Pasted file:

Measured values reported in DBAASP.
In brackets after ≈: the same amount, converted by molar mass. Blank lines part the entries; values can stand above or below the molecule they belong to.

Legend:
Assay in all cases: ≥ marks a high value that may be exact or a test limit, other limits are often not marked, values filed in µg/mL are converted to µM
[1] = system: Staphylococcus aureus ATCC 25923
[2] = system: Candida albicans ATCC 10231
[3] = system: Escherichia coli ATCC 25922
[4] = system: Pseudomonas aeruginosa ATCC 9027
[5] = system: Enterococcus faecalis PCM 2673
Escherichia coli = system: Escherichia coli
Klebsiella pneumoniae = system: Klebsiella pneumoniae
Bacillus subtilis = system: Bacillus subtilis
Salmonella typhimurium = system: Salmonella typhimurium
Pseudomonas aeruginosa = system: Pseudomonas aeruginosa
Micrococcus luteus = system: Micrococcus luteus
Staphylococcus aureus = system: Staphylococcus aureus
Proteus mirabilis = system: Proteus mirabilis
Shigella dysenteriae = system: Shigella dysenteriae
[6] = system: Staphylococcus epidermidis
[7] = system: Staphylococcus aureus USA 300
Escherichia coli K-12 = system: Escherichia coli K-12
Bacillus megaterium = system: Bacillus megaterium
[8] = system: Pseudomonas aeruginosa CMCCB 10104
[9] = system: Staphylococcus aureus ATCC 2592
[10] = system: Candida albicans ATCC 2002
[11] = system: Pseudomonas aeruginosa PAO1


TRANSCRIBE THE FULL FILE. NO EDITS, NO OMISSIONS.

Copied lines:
Measured values reported in DBAASP.
In brackets after ≈: the same amount, converted by molar mass. Blank lines part the entries; values can stand above or below the molecule they belong to.

Legend:
Assay in all cases: ≥ marks a high value that may be exact or a test limit, other limits are often not marked, values filed in µg/mL are converted to µM
[1] = system: Staphylococcus aureus ATCC 25923
[2] = system: Candida albicans ATCC 10231
[3] = system: Escherichia coli ATCC 25922
[4] = system: Pseudomonas aeruginosa ATCC 9027
[5] = system: Enterococcus faecalis PCM 2673
Escherichia coli = system: Escherichia coli
Klebsiella pneumoniae = system: Klebsiella pneumoniae
Bacillus subtilis = system: Bacillus subtilis
Salmonella typhimurium = system: Salmonella typhimurium
Pseudomonas aeruginosa = system: Pseudomonas aeruginosa
Micrococcus luteus = system: Micrococcus luteus
Staphylococcus aureus = system: Staphylococcus aureus
Proteus mirabilis = system: Proteus mirabilis
Shigella dysenteriae = system: Shigella dysenteriae
[6] = system: Staphylococcus epidermidis
[7] = system: Staphylococcus aureus USA 300
Escherichia coli K-12 = system: Escherichia coli K-12
Bacillus megaterium = system: Bacillus megaterium
[8] = system: Pseudomonas aeruginosa CMCCB 10104
[9] = system: Staphylococcus aureus ATCC 2592
[10] = system: Candida albicans ATCC 2002
[11] = system: Pseudomonas aeruginosa PAO1